First 3D game built in ASM.js hints at future of Web-based gaming
The debut of the Web-based game Monster Madness heralds the rise of HTML5 and the descent of browser plugins.
The new online game Monster Madness may look like many of its 3D competitors, but the fact that you can play it in any browser without a plugin makes it something of a gaming unicorn. Unlike that mythical animal, however, there are plans to ensure that Monster Madness is only the first of many.
Jeremy Stieglitz, the inventor of the gaming Reality Engine and chief technical officer of Trendy, said that his company has been looking for an easy way to bring its games to the Web for some time, but it was only when he saw the first demo of ASM.js earlier this year that he realized he had found what his company wanted.
"ASM.js is not processor specific, it can run on any hardware. That's a huge advantage for the testing process, and it future proofs it -- if it can run ASM.js, it can run the game," he said.
But the clincher for Stieglitz was that to get a basic demo version of the game running took about a day, an incredibly short time. "Graphics, audio, and input took only a week," he said. The final version of the game isn't due until May, but people with a browser that supports ASM.js -- right now, that's Firefox, Chrome, and Opera -- can play the rough preview of the game immediately.
Martin Best, Mozilla's game platform strategist, noted that the pace of development on ASM.js has impressed him.
"We have spent the months since ASM.js and Emscripten [demo] to squeeze more performance out of them," he said. "We're excited that it's taken only six months from the first real demo showing it off to a commercial game using it. There's no additional technology required. It's just the open web."
Being "just" the open Web is a bet that Mozilla has been gambling on since it was founded. Even though ASM.js performance is only about 40 percent of native code in Firefox, and even less in Chrome, Vlad Vukicevic, engineering director for Firefox at Mozilla and the inventor of the in-browser, 3D graphics-rendering protocol WebGL, prefers the current pace to the glacial pace of WebGL -- which, he said a bit sourly, took Microsoft three years to adopt.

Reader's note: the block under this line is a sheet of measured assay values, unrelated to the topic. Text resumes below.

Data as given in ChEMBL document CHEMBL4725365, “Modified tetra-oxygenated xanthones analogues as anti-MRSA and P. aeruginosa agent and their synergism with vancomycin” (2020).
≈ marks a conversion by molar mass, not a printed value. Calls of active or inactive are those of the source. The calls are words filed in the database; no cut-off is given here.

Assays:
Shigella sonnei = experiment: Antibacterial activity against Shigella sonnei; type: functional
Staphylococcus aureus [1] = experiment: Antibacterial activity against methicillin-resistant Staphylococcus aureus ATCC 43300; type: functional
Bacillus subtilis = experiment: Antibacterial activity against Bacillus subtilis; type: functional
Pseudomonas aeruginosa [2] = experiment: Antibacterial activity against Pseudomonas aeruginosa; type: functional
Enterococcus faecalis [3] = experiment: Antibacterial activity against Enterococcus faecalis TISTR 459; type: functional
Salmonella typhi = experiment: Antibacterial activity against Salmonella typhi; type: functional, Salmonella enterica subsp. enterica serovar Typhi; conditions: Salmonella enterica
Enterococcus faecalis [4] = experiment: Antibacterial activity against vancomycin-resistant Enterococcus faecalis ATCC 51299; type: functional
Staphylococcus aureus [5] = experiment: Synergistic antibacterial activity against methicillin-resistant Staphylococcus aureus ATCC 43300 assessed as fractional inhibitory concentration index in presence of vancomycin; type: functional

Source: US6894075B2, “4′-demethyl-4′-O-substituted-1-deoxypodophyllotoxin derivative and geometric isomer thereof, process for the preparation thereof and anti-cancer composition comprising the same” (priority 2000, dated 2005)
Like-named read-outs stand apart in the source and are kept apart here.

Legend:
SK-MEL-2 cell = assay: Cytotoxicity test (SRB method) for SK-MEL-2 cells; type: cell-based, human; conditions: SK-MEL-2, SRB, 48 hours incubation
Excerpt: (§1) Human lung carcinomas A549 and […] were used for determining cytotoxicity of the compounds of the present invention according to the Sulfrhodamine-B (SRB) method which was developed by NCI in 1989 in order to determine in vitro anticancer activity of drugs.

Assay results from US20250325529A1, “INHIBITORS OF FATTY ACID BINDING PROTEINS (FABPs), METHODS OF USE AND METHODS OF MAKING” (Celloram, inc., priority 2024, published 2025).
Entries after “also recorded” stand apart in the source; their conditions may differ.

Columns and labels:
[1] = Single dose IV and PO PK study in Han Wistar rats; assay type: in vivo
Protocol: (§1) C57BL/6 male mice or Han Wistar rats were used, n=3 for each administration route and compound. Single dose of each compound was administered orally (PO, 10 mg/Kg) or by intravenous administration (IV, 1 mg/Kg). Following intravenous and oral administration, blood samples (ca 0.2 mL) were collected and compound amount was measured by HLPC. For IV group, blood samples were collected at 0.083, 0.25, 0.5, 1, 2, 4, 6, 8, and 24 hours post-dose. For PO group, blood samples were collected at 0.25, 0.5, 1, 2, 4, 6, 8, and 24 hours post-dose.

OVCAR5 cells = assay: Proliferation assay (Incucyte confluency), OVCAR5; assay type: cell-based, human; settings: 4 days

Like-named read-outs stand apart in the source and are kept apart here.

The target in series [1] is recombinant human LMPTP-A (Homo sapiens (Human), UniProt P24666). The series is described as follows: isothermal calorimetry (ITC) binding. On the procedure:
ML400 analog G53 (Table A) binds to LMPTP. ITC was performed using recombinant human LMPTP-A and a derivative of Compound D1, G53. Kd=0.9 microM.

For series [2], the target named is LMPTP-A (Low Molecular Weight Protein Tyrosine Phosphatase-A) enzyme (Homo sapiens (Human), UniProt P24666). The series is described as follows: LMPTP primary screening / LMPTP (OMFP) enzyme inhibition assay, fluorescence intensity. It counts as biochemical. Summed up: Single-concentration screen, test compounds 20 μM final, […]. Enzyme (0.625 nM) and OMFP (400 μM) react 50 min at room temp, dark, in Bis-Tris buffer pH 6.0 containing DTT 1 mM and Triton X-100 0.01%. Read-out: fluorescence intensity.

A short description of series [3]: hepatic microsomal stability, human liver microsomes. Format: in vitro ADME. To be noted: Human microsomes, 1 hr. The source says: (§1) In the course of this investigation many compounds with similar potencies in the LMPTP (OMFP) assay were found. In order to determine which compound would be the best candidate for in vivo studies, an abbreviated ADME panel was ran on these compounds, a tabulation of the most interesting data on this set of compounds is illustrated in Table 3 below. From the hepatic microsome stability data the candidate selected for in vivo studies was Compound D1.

However, there were other games in town that Stieglitz could've chosen instead of ASM.js. Trendy tried a Flash code compiler, but found it to be "slow" and suffering from inconsistent behavior between browsers because the Chrome plugin for the compiler was based on Google's Pepper project.
"We were worried that Flash might not be around in two years," he said. And when the company looked at Google's NaCl and PNaCl, he said he hit another problem: having to test it on too many different kinds of processors.
"I'm very suspicious of putting processor-specific code on the Web. That's not really what the Web is," he said. And yet, he conceded that had he not seen the Emscripten demo, Trendy likely would've have gone with Google.
Vukicevic said that the company still had work to do on ASM.js.
"We have to encourage the other browsers to fully support it," he said. On the performance side, ASM.js doesn't yet support the complex multi-threaded chips in today's computers and devices, another issue that will have to be faced.
Perhaps the biggest victory for the nascent ASM.js is that it passed Stieglitz's "mom test."
"I sent the link [to Monster Madness] to my mom, and she opened it and began playing without any instructions," he said.
Monster Madness is a long way from Crysis-level graphics. But if Flash is the Big Bad of HTML5's story, ASM.js may eventually prove to be the final stake in its heart.
Correction, 8:33 a.m. PT: This story incorrectly attributed two quotes. Martin Best, Mozilla's game platform strategist, noted that the pace of development on ASM.js has impressed him, while Vlad Vukicevic, engineering director for Firefox at Mozilla, said that the company still had work to do on ASM.js.